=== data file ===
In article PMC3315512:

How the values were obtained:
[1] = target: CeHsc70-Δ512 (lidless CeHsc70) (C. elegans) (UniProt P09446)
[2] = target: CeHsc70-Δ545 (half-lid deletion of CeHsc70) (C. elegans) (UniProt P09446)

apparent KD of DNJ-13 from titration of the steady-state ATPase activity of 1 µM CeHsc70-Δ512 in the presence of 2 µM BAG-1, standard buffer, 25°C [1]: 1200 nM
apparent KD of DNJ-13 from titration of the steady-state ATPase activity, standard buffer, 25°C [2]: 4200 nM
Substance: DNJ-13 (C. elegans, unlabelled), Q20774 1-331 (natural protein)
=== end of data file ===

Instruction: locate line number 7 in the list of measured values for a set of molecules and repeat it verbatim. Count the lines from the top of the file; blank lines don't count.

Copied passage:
Substance: DNJ-13 (C. elegans, unlabelled), Q20774 1-331 (natural protein)